Fuel and precious metal prices have all continued to grow in value as the fight in Ukraine between native forces and the Russian army continues.
Gold is currently trading at $1,929.60 per ounce, up $34.31 on the week, demonstrating the desire for safe haven assets while stock markets struggle with economic uncertainty. Sanctions imposed by the West have harmed Russia and caused the rouble to drop, but given Russia’s vast natural gas reserves, domestic pain for the UK, US, and mainland Europe is imminent.
Brent crude is presently trading at $111.04 per barrel, its highest since July 2014. The United States has promised to release more oil from strategic reserves, but this appears to have a limited impact, especially given how much Russia and OPEC produce. The OPEC cartel is scheduled to convene today, but analysts believe the group will stick to its previously agreed-upon output targets.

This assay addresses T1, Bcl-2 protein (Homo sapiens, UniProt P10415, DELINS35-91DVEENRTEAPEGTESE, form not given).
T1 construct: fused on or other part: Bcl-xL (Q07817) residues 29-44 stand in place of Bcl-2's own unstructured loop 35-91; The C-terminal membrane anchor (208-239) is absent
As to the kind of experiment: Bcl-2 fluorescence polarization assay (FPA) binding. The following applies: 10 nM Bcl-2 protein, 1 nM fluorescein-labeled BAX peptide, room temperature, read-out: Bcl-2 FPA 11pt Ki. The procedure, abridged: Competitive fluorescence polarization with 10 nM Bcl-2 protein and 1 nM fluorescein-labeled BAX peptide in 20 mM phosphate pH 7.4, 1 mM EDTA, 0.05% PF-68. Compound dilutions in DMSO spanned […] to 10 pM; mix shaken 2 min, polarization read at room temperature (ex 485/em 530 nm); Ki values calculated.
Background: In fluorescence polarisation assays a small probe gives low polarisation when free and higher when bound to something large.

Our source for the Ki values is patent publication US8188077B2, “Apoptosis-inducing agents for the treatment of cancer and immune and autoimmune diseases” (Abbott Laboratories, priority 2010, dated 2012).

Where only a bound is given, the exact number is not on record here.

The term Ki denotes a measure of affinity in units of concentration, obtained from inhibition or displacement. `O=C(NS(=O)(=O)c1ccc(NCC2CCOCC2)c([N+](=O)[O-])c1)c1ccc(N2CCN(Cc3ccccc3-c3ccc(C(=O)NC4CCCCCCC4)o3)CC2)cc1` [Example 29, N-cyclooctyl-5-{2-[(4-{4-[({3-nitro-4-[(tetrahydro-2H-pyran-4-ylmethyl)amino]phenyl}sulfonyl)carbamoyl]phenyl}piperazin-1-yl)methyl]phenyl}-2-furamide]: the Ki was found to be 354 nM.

Internationally, gas costs are also growing, with natural gas prices in the United Kingdom and the Netherlands rising by 37% and 29%, respectively.
Today, the latter established a new high of €185 per megawatt hour. Gazprom, the Russian gas company, has pledged to keep supplies to Europe flowing through Ukraine unabated, but it’s unclear whether they’re working in unison with the Russian military, and if they aren’t, the pipeline might be jeopardised if the fighting continues. The Dow and Nasdaq in the United States, as well as the Nikkei in Japan and the Hang Seng in Hong Kong, have all experienced losses as a result of the market reaction.
Due to the dramatic decrease in the value of the rouble, Russia’s primary exchange in Moscow has been closed for three days. The Russian populace has also made a run on the banks. In response to the crisis, service providers such as Google and Apple have withdrawn their support for payments, a move that tries to destabilise any domestic support for the invasion.